This document sets out in some detail how the CLA think a LMC would work; the idea being to give farmers a menu of ways they can manage land to deliver public benefits.  It is envisaged public goods would include a whole raft of themes such as contributing toward thriving wildlife, reduced flood risk, health and well-being from better public access, enhanced heritage, educational visits, carbon storage, improved animal welfare, better soils, cleaner air, lower greenhouse gas emissions and thriving rural communities.

Via this proposed scheme farmers and landowners would effectively sign a contract with government, and receive payments based on what they contribute, rather than the amount of land they own.

However, the LMC should not be the only tool, says the CLA, but should be one part of a wider policy “to boost profitable farming and forestry through improved productivity, competitiveness and resilience within a thriving rural economy”.

The paper emphasises that, while a new public goods scheme based on LMCs would present significant opportunities for environmental improvement, “these benefits will only be delivered if the new scheme attracts farmers and land managers by making good business sense”.

This is an important point which I think the government are beginning to take on board alongside the realisation that domestic food security is also crucial.  Whatever public goods farmers will be expected to provide going forward, profitable food production must also be recognised as an important output of the farming industry and without this, the delivery of the desired public goods is likely to struggle.

James Stephen
Partner
01823 428860
James.Stephen@carterjonas.co.uk

We are now well into the Show Season where you will find Carter Jonas representatives at many regional and local agricultural shows and events. For the second year running we have signed up to be a premium sponsor of The Game Fair, which has promised to be the best yet as the event prepares to celebrate its 60th anniversary.

The annual gathering, which will take place at Ragley Hall in Warwickshire from 27-29 July, is ready to unveil several new features to mark the occasion, as well as welcome back some old favourites.

One returning fixture will be The Carter Jonas Game Fair Theatre, hosted by the Field Sports Channel’s Charlie Jacoby. Last year, highlights included a controversial appearance by Nigel Farage who entertained the audience with tales of sea fishing and a multimedia approach which saw The Times’ rambling correspondent Christopher Somerville discuss his favourite pastime, while reaching his daily step count on a treadmill. “We had some super people last year and we’re hoping to get even more this year.”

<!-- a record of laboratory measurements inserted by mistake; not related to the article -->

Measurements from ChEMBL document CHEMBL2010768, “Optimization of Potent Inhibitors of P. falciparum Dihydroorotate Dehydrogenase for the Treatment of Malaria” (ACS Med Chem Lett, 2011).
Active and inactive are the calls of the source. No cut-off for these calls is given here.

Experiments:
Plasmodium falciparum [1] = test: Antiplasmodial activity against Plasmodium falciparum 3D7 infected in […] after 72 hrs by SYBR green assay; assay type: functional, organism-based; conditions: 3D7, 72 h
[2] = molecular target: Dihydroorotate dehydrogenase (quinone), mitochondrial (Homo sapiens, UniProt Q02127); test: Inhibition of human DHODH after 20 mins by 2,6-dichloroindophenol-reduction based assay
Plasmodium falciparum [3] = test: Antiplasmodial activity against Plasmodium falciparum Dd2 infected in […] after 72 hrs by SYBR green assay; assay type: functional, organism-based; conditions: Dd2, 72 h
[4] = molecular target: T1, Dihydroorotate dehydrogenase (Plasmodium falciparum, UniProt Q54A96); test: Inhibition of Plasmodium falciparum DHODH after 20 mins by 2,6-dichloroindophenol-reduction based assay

“We will cover some terrific stories from the heart of the countryside and the worlds of hunting, shooting and fishing with some serious debates and some light-hearted discussions. We kick off with our keynote debate about the laws surrounding wildlife, how the political parties see them and what the future may hold, followed by a talk about rabbits and their value as a food source before joining Andy Crow for some timely advice on pigeon shooting. As one of the best-known exponents of this discipline, you can’t fail to learn something.”

“Carter Jonas take a fictional estate inhabited by Winnie the Pooh and his friends, including Pooh's 100-acre wood, surrounding land and farm buildings and demonstrate how to maximize its value, before joining Justin Urquhart-Stewart from Seven Investment Management to debate Corbyn and the countryside, which we expect to be provoke quite a bit of debate.” said Charlie.

“The theatre was a great success last year” said Tim Jones, Head of Rural at Carter Jonas. “For us it’s the ideal event to meet with our clients and other consultants, while working with Charlie and The Game Fair team, to ensure a packed programme of topical content.” 

As a premium sponsor we are able to offer a discounted ticket rate. To get your tickets click here. If you would like to book an appointment with one of our rural experts please contact your nearest office www.carterjonas.co.uk/contact

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@ Tim Jones
Tim Jones
FRICS
Partner - Head of Rural Division
01223 346609 email me about Tim
@ James Stephen
James Stephen
RICS
Partner
01823 428860 email me about James
@ Simon Currie
Simon Currie
Senior Energy Specialist
0113 203 1099 email me about Simon
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Tim is head of the firm's Rural Division and of the Cambridge office, although he spends a considerable amount of time in London.  He has over 20 years experience in advising institutional and private clients on a very wide range of rural business issues, including sales and purchases, strategic advice and valuations.  He often works with specialists in other divisions of the firm to provide clients with a fully integrated property service.  Tim lives near Newmarket and has a keen interest in country pursuits, encouraged constantly by his two children.

I can provide advice on:

James is a Partner who heads up the South West Rural team based in Taunton.  He specialises in rural estate management, landlord and tenant matters, valuation, compulsory purchase and compensation, rural grant and subsidy regimes, rural planning issues and farm and estate diversification opportunities.

He is a RICS registered valuer and appointed valuer for the Agricultural Mortgage Corporation (AMC).

James has two children that absorb much of his free time but during the odd window of opportunity he enjoys fly fishing, playing tennis and cricket and is an armchair rugby enthusiast.

I can provide advice on:

Energy Specialist in the Infrastructure and Energy team. Providing advice on energy projects and associated infrastructure including renewables, peak power generation and energy storage. Specifically, Simon advises landowners and developers on land referencing, site suitability, feasibility, technology selection, and project delivery.

I can provide advice on: